Communication Models

September 23, 2009

our group diagramAs the future of communication and technology progresses, their theories must change to encompass the complex systems we are part of today. During our course this morning, we brainstormed and sketched a model to depict the relationships and transference of information in this generation.

Since human-to-human interaction is only one of the many relationships we’ll see in the future, next to human-to-machine and machine-to-machine, our group wanted to create a theory similar to the Shannon-Weaver Model (this theory focuses on the concepts of who or what the information source is, the message, a transmitter, signals, noise and the receiver). However, we did not feel that this model fully portrayed communication in this era so the group altered and displayed the diagram according to what we thought was appropriate. The box represents the importance of media/technology as an overarching element that is integrated into our lives.

We also wanted to establish a category for each type of user/participant. These groupings originate from the book Groundswell, which placed people as Creators, Spectators, Critics, Interactives, Joiners or Collectors. Although a person may fit in one of these categories, they all interact with each other; depicting the more cyclical nature of the transfer of information within our diagram.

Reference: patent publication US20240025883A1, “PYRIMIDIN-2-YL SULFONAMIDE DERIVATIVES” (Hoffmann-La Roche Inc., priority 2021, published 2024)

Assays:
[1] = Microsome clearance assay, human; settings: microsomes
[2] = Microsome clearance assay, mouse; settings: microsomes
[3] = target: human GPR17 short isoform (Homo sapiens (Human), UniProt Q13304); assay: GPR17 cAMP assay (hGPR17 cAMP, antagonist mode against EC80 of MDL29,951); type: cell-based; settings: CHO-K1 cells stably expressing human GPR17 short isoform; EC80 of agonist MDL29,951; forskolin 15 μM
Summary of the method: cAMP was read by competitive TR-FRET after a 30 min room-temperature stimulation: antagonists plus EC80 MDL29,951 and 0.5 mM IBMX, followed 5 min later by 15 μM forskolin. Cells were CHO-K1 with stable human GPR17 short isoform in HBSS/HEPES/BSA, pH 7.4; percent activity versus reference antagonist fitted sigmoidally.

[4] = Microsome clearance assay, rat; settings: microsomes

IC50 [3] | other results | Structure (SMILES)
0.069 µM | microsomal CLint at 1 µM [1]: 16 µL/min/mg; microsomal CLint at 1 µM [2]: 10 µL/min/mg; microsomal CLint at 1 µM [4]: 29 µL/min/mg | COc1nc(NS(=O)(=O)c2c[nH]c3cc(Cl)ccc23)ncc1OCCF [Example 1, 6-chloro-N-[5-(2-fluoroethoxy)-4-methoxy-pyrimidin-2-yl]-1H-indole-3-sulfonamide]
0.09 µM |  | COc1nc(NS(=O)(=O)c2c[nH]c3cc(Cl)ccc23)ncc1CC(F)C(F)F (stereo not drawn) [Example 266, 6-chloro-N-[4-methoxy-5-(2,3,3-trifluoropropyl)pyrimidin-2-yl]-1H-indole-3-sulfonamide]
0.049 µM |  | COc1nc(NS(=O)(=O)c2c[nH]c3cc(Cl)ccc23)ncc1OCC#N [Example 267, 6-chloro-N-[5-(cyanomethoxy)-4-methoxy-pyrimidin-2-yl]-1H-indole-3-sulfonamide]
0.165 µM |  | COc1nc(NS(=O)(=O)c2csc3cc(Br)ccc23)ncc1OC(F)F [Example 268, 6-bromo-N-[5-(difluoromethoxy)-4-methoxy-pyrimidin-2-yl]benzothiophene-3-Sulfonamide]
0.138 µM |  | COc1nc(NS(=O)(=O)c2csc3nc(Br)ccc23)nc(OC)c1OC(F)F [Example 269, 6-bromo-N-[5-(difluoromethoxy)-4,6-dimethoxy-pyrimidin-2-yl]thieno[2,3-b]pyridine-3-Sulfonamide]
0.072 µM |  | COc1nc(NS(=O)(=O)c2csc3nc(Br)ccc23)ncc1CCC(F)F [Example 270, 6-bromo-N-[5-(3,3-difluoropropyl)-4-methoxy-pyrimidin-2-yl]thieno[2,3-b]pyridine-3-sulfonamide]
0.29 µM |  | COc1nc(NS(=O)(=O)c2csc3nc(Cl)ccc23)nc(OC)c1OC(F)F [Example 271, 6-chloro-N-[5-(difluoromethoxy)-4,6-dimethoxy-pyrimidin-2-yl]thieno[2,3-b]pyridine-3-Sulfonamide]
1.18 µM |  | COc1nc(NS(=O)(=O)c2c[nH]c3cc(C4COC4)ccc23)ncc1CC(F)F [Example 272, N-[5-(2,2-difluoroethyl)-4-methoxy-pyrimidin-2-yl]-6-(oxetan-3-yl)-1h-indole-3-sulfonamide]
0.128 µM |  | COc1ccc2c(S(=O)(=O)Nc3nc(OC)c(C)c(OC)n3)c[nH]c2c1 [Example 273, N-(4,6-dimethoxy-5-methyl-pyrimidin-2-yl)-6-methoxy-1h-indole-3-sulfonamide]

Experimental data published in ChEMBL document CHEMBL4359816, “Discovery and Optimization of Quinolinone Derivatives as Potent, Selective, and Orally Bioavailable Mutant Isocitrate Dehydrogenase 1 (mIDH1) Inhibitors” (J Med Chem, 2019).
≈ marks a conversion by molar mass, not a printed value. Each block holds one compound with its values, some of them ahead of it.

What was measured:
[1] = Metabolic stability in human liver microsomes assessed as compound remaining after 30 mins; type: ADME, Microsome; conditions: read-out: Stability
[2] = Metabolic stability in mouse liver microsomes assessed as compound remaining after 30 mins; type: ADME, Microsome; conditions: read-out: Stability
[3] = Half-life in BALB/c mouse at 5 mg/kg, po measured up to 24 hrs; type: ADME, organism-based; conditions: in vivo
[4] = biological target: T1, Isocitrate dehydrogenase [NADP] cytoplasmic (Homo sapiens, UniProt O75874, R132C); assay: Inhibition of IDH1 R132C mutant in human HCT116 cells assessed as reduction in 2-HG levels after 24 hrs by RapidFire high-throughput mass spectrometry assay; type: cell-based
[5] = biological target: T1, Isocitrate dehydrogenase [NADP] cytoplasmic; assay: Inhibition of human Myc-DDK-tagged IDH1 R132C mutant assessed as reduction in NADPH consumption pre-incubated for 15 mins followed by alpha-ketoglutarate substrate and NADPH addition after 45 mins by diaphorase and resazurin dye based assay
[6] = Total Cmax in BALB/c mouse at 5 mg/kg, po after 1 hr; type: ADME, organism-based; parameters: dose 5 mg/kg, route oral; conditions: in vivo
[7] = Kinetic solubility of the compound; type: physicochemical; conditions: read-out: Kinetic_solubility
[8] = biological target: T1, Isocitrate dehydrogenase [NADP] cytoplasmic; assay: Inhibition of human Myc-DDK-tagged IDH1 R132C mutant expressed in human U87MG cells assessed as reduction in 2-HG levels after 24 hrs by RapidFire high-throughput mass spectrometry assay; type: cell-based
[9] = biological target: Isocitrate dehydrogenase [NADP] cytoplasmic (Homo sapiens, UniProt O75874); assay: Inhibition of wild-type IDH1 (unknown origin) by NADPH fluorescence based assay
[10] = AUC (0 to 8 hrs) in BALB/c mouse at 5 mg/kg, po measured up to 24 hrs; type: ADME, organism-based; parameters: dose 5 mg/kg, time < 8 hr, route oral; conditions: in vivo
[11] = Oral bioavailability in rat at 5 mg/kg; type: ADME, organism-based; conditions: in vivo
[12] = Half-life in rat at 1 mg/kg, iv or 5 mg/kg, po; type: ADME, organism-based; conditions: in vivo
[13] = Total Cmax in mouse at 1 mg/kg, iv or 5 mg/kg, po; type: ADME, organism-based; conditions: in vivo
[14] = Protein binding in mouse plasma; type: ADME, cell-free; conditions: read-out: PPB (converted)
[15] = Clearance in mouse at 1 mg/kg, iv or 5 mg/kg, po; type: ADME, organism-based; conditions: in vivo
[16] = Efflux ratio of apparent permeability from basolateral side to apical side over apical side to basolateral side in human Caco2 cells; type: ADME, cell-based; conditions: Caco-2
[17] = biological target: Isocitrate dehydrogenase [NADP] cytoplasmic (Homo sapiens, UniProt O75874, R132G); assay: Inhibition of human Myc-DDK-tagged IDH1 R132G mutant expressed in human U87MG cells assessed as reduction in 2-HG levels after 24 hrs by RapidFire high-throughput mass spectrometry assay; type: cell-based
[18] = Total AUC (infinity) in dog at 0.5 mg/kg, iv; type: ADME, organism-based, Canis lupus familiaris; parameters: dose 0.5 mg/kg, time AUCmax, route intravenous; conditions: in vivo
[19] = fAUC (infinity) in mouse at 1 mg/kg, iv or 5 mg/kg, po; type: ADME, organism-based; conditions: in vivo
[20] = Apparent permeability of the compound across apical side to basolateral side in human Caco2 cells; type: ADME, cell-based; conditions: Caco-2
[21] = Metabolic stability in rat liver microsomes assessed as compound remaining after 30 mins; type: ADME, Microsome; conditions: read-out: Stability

They are also groups that have two-way (or multi-directional) communication with the producers and prosumers (which our group previously replaced the word audience with in order to address the interactive element that people contribute to today). This intersection of the Venn diagram represents the collective intelligence or knowledge that each person contains.

While this may seem like the line is blurred between roles, that is one thing the group felt the future would hold. Each member has the ability to fit into any or several of the categories. Having interactive elements of communication and technology advancement has formed relationships that are no longer formatted in the one-way communication theory, but in more of a multi-directional system.


One Response to “Communication Models”

  1. andersj said

    Elegant outline.

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